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Contrary to what you see on television and cable news, there are other elections besides the presidential race this year. And for those who care about control of Congress, the picture there is starting to come into better focus.
Because of substantial redistricting gains in three large states — California, Illinois and Florida — Democrats are likely to make gains, possibly substantial gains, in the House. But these gains are not likely to be large enough to reach the 25 seats that Democrats need to regain a majority.
Nationally, Republicans have done a good job (where they have had the opportunity in redistricting) of solidifying their incumbents, including freshmen who were lucky to win because of the favorable dynamic of the 2010 midterm elections.
The result is that while the Democratic Congressional Campaign Committee is trying to make the playing field bigger, it currently has only a limited number of good opportunities.
Could this change? Certainly. This assessment is only a rough estimate that is based on current conditions and a 50-state map that has not yet been finalized. Political and economic developments over the next few months could change this projection dramatically.
The economy has been showing signs of recovery in the past few months, and rising consumer confidence could well foretell an improving economic and jobs outlook, which in turn would improve the public’s mood and President Barack Obama’s standing.
An improving mood could help the president’s re-election, but it also could boost the prospects of all incumbents, including House Republicans.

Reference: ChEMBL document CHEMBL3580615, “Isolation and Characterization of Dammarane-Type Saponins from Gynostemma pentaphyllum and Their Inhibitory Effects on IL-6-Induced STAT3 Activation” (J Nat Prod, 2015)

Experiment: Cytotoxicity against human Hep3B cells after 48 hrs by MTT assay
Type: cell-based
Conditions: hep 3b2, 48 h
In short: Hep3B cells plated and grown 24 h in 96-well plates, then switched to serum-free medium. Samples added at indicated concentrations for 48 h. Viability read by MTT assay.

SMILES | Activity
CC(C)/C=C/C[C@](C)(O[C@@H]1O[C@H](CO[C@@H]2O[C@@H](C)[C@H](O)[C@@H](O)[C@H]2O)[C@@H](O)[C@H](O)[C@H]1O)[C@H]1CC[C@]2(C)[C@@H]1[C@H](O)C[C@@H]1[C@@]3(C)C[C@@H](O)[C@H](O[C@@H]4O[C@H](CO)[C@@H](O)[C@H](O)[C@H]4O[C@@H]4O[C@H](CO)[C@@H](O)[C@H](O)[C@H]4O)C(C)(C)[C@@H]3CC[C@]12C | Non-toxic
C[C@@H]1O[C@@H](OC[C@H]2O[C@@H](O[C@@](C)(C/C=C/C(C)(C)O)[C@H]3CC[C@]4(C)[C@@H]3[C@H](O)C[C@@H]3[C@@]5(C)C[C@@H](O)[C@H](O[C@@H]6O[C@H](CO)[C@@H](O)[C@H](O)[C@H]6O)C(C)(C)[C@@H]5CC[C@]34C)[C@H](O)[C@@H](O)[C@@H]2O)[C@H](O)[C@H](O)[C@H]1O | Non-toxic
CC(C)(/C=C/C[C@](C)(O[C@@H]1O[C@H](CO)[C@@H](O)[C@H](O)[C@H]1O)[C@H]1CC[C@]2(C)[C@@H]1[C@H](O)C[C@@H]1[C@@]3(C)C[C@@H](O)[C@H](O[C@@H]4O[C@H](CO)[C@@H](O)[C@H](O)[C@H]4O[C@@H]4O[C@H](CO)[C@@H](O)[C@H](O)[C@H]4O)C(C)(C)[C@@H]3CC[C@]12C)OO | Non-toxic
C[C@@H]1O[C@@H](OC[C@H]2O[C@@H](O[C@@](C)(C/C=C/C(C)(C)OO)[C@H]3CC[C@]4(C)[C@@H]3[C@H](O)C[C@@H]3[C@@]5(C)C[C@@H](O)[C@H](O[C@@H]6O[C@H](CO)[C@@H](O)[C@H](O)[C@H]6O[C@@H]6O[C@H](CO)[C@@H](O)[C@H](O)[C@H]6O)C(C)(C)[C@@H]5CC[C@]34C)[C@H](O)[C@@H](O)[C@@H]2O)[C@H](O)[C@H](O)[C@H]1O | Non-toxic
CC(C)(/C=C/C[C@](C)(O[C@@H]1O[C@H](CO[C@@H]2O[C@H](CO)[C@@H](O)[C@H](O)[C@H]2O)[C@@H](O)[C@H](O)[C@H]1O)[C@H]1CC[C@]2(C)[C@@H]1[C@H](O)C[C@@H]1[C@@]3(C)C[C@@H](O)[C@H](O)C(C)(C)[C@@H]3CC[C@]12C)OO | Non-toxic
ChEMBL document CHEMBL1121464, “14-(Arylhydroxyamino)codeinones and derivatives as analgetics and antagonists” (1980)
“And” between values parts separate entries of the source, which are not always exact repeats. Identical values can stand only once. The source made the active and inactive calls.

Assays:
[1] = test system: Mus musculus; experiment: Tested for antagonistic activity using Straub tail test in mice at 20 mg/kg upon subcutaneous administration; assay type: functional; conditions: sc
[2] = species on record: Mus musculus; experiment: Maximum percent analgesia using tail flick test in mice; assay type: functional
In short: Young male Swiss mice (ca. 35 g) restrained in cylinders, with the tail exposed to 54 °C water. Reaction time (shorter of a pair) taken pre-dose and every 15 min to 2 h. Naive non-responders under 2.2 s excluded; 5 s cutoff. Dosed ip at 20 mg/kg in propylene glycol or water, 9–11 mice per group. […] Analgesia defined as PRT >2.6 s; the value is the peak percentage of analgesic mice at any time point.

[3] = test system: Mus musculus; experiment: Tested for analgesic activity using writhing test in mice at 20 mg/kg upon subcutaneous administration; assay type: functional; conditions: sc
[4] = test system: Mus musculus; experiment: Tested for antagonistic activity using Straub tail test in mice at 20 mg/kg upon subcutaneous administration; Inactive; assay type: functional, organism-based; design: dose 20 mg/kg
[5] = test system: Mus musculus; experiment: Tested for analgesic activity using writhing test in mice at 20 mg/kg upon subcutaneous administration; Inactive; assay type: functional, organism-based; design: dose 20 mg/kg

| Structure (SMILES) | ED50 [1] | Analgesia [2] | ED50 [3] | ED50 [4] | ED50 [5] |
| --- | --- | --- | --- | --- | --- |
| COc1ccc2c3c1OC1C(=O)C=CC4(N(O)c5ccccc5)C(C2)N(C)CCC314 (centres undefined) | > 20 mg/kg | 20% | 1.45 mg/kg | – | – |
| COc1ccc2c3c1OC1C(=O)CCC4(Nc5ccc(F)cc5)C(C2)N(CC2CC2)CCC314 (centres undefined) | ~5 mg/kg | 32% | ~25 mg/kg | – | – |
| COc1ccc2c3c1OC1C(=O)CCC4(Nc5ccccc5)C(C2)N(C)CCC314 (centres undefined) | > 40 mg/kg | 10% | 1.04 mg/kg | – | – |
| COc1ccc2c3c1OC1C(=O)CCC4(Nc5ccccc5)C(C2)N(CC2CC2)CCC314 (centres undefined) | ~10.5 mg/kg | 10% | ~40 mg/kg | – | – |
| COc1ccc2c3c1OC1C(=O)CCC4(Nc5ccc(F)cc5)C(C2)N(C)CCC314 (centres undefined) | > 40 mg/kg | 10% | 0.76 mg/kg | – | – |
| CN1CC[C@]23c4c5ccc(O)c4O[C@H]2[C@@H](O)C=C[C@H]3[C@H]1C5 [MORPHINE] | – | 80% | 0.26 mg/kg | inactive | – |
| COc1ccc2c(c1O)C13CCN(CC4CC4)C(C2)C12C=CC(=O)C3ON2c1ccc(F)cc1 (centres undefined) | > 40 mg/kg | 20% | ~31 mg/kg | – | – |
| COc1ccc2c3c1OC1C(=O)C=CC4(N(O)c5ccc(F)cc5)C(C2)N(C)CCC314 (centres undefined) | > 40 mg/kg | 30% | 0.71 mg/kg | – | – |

Of course, Democrats still have a few arrows in their quiver, as the president showed when he proposed government consolidation in the Department of Commerce to achieve savings.
That proposal put Congressional Republicans in a box. If they refuse to give him the authority to consolidate government and save valuable dollars, they appear to be defending bloated government and bureaucracy. If they bow to the president’s request, they give him a victory and allow him to take credit for streamlining, shrinking government and helping the business community.
But the Democrats’ best hope for shaking up the 2012 elections — the selection of an unqualified or extreme presidential nominee by the GOP — seems increasingly remote.
Whatever his strengths and weaknesses, Mitt Romney is a relatively safe choice for GOP Congressional candidates around the country. Democrats will paint the former Massachusetts governor in the most unflatteringly light, but it is unlikely that he will frighten voters or damage his party’s brand further than it has already been.